Faith-Rooted Civil Resistance

Questions for Christians

  • Why is nonviolent struggle an essential part of pursuing racial justice?
  • How do nonviolent movements for racial justice fit within our participation in the mission of God?
  • How does the gospel connect nonviolent movements for racial progress and Christian faithfulness?


Throughout the Christian scriptures, God is depicted as One who sees and disrupts systems of oppression. In the Book of Exodus, God told Moses: “I’ve clearly seen my people oppressed in Egypt. I’ve heard their cry of injustice because of their slave masters. I know about their pain. I’ve come down to rescue them…” (Exodus 3:7-8). The Hebrew prophets convey that God expects the people of God to see and confront systems of oppression and injustice in their societies as well (Psalm 82:3-4; Amos 5:24-25; Micah 6:8). They confronted the injustices of their world through dramatic performances to communicate God’s displeasure with economic inequality, violence, and government corruption (Isaiah 5:8; Micah 3:9-10; Amos 5:11). They represented God-in-protest of the politics of oppression. Freedom fighters throughout history have been continuing in that prophetic tradition by confronting systems of oppression through the newer strategies of nonviolent civil resistance.

Civil resistance (also known as nonviolent struggle) is a way to confront social oppression directly without the use of weapons or causing physical harm to one’s oppressors. Although the roots of nonviolent civil resistance strategies go back centuries, as early as the Roman empire, nonviolent resistance techniques only began to become perfected and widely adopted in the twentieth century. We owe much of our knowledge about the efficacy, principles, and dynamics of nonviolent civil resistance to the Black Church, who relied heavily on these techniques in their struggle against Jim Crow segregation in the American South. In the philosophy and practice of nonviolence, to quote theologian Walter Wink, Black Christians found a method that showed “oppressors can be confronted without being mirrored.” Ever since the Jim Crow system collapsed because of largely faith-based civil resistance, oppressed people from around the world have looked to the Civil Rights Movement as a testimony to what can happen when ordinary people organize themselves to confront oppressive systems.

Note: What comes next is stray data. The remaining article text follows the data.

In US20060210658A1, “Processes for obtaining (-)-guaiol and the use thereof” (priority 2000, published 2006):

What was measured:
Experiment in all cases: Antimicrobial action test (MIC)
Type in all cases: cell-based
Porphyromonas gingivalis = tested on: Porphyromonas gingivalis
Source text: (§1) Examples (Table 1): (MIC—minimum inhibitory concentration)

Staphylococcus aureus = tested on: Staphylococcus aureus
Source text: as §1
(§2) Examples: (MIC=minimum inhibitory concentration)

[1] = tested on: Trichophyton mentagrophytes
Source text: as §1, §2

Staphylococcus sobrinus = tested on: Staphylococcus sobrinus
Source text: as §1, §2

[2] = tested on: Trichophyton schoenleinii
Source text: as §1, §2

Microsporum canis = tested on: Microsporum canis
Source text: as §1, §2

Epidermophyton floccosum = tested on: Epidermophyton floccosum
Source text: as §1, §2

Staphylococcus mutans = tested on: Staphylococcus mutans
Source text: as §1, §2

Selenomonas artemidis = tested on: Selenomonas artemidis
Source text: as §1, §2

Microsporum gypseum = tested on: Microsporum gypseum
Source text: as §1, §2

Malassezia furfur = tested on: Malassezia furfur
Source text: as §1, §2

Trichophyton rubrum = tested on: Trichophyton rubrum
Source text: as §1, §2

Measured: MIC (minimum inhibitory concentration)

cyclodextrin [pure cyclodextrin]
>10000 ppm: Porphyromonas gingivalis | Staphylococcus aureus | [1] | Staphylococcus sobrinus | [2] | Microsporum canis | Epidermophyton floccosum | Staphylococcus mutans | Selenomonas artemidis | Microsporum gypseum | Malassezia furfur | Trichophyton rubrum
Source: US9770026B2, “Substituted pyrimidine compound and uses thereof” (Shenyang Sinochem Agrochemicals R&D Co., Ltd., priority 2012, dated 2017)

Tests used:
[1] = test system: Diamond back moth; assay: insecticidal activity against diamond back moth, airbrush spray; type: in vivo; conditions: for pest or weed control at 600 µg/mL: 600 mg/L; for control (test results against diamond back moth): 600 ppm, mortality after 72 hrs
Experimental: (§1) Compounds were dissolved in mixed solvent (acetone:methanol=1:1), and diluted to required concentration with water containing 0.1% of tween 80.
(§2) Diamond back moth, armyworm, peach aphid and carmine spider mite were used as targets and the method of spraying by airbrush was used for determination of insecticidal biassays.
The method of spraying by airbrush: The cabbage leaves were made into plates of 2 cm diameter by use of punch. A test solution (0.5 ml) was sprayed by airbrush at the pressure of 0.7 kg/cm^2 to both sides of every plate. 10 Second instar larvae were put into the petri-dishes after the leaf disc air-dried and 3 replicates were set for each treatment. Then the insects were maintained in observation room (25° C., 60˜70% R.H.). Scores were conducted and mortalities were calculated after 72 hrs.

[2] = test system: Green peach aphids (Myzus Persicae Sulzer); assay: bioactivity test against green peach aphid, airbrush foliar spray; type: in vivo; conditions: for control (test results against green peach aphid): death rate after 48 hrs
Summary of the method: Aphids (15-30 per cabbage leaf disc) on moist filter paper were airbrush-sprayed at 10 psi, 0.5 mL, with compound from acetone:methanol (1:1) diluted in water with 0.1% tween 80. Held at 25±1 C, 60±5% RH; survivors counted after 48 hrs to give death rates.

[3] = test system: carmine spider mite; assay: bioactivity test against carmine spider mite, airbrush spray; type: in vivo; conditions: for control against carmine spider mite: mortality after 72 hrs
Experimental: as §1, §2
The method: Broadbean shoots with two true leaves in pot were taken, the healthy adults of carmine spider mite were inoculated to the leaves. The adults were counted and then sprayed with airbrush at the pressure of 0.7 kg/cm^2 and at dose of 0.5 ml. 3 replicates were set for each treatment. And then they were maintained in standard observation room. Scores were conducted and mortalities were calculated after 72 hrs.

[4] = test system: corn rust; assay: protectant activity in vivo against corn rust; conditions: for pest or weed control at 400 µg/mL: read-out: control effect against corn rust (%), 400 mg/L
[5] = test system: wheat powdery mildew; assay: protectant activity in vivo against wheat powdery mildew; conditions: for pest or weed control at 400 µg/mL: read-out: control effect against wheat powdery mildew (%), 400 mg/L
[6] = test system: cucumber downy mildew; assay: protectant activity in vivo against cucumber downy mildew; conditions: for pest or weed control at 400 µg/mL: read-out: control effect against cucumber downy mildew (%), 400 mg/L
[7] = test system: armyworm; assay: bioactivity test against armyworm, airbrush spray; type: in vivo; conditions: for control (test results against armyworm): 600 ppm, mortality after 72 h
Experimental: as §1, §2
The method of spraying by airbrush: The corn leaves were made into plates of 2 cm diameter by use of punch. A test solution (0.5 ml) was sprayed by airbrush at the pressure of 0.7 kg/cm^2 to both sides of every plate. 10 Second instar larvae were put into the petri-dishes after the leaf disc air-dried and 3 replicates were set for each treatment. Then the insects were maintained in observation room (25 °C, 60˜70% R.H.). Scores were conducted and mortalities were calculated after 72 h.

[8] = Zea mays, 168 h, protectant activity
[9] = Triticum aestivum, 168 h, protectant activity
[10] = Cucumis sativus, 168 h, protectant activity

3.5 %

It only takes 3.5% of a population engaging in sustained nonviolent resistance to successfully oust an oppressive regime. (Why Civil Resistance Works by Erica Chenoweth and Maria J. Stephan)